Evgenia Citkowitz met Mona Simpson around 35 years ago – she was the latter’s summer intern at The Paris Review.
On Tuesday, Simpson, a novelist and English professor at UCLA, will moderate a book talk at the Hammer Museum centered around Citkowitz’s new fictional novel “The Shades,” which was released June 19. Citkowitz is the latest author to be featured in the series “Some Favorite Writers,” in which Simpson invites writers to present their novels at the museum. Citkowitz will read an excerpt from her book, as well as answer questions from Simpson and the audience about her writing process and the book as a whole. “The Shades,” Citkowitz’s first full-length novel, explores the anguish of a family following the death of their 16-year-old daughter. Citkowitz said she hopes readers are moved by the portrait of grief.
“I really wanted to speak to the fragility of human existence,” Citkowitz said. “It’s about people surviving and trying to make sense of life in the aftermath of tragedy, and the survival mechanisms they employ or sometimes don’t employ.”
Citkowitz said the novel began with a simple idea: someone returning to their childhood home. She started asking herself questions to build the story around, such as who was returning to the house and who used to live in the house. She decided a young woman named Keira would be the character who returns to the home where the grieving couple now live, claiming it is the house in which she grew up.
She constructed the story out of the answers to the questions and decided to incorporate tragedy as one of the main driving forces of the plot. The result was a meditation on the effects of grief on a family, she said.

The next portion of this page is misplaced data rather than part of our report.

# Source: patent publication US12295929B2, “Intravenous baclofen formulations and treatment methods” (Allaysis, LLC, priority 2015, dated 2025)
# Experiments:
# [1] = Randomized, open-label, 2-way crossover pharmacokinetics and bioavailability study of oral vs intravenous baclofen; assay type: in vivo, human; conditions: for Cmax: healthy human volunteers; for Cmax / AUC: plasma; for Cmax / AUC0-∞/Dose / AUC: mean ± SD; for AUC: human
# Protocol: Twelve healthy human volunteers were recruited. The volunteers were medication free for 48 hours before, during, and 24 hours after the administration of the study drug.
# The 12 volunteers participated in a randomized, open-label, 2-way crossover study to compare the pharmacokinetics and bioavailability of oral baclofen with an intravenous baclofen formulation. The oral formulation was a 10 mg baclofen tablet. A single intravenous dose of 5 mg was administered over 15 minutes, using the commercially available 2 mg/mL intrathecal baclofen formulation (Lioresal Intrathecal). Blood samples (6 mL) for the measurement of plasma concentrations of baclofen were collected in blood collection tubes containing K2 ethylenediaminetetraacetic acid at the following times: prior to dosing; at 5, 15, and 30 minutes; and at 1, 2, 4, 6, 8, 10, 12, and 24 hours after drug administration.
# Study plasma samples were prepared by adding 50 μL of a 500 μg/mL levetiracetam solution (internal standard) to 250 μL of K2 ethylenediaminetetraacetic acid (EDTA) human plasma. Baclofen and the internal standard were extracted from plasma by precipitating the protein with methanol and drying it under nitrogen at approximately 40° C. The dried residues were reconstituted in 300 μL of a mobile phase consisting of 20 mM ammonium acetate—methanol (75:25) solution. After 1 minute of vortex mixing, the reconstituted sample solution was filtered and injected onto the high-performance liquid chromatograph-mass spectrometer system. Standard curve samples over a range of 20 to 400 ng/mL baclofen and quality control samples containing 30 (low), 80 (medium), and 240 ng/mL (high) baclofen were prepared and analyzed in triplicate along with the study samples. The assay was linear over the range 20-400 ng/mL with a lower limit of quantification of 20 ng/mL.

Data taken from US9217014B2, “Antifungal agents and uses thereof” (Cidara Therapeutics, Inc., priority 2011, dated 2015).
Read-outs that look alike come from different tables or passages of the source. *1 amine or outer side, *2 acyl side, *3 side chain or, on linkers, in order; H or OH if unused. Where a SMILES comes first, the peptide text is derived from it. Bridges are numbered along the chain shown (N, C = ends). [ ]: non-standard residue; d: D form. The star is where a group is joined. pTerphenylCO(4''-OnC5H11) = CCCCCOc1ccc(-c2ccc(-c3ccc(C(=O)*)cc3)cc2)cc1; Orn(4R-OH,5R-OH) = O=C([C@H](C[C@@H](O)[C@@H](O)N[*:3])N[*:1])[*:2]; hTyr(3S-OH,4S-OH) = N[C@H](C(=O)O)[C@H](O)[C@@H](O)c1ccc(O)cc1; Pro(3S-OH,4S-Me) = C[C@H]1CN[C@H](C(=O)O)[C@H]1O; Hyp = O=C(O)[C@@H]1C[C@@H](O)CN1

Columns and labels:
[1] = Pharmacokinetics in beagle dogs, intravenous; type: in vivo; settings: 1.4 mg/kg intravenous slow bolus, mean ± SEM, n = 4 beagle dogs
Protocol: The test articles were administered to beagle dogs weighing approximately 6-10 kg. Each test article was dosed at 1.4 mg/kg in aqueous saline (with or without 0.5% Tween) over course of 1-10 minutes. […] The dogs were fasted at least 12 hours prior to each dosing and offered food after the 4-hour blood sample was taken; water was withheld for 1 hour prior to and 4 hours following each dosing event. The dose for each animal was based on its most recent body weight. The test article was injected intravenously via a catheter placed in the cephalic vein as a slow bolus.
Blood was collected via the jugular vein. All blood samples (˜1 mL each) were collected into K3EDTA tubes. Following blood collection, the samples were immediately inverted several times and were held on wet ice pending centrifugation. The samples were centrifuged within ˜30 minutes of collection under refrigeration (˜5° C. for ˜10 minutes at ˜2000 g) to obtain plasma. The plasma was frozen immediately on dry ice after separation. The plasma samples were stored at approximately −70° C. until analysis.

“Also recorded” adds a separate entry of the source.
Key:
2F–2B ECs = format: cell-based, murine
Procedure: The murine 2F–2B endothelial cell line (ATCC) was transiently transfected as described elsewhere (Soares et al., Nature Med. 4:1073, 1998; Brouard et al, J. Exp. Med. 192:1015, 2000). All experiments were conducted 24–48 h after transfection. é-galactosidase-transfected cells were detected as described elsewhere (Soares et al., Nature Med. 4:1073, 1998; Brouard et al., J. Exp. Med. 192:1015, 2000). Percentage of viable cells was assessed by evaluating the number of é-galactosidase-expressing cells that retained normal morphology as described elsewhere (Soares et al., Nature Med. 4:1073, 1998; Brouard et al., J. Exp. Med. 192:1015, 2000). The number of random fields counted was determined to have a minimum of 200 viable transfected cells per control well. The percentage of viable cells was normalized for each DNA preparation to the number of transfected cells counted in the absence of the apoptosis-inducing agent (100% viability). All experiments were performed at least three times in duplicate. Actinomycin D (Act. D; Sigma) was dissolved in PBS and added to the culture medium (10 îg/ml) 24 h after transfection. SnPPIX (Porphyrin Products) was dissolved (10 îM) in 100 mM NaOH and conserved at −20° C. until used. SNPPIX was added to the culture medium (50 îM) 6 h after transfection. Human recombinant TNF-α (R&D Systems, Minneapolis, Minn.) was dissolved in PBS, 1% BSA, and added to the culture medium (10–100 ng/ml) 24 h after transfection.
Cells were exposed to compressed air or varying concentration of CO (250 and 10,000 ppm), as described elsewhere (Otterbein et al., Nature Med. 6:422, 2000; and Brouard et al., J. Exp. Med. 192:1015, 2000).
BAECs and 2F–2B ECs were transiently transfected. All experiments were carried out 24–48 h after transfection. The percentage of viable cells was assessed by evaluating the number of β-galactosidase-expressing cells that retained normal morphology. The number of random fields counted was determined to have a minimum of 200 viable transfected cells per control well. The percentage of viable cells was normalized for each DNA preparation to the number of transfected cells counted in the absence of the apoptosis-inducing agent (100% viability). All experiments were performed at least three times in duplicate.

Simpson said a potential topic of conversation for the book talk is Citkowitz’s decision to focus on the aftermath of a tragic event rather than the event itself – an element that distinguishes “The Shades” from other novels. For instance, Simpson said one of the ways grief impacts Catherine, the mother, is by influencing her instincts as an art gallery owner. While she normally prides herself in her ability to quickly assess art, after the tragedy, she no longer trusts her judgment.
“There’s often tragedy in novels … but I don’t think I’ve read many novels in which grief is itself a project in the novel,” Simpson said. “In this novel, we actually see grief develop and see how it changes the characters.”
Given the heavy subject matter, Citkowitz said she hopes to have created characters that elicit empathy from the reader. She said it was important for her to accurately portray the process of grieving. Nevertheless, she said the fact that grief is an individual experience gave her some artistic leeway.
In addition to the portrayal of grief, Citkowitz said she wanted the story to revolve around characters who felt authentic as people. In order to breathe life into her characters and write truthfully about their lives, Citkowitz said she did research on their specific hobbies and interests. For instance, Catherine is the daughter of a potter in the book, so Citkowitz spent a day with professional potter Yassi Mazandi to get a full understanding of the art form. Mazandi said Citkowitz asked questions about the process of pottery making and even made her own pottery. Citkowitz tried to broaden her own knowledge of pottery through personal experience in order to incorporate that into her character, Mazandi said.
“(Pottery) is a very personal way of using your hands and literally getting dirty with the earth and creating something with it,” Mazandi said. “I think that process is what she was trying to understand for her book and her characters.”
Citkowitz said she incorporated aspects of herself into the novel, like her love for art. Yet, the story is completely separate from her own life. Ultimately, Citkowitz said she hopes the portrait of grief after losing a loved one resonates with people as a universal experience. She said she welcomes all reactions to her novel and simply hopes readers feel as though the depiction of grief seems authentic to the audience.
“I strongly believe that reading is a creative act and that the book becomes the reader’s,” Citkowitz said. “There’s no right way to read a book.”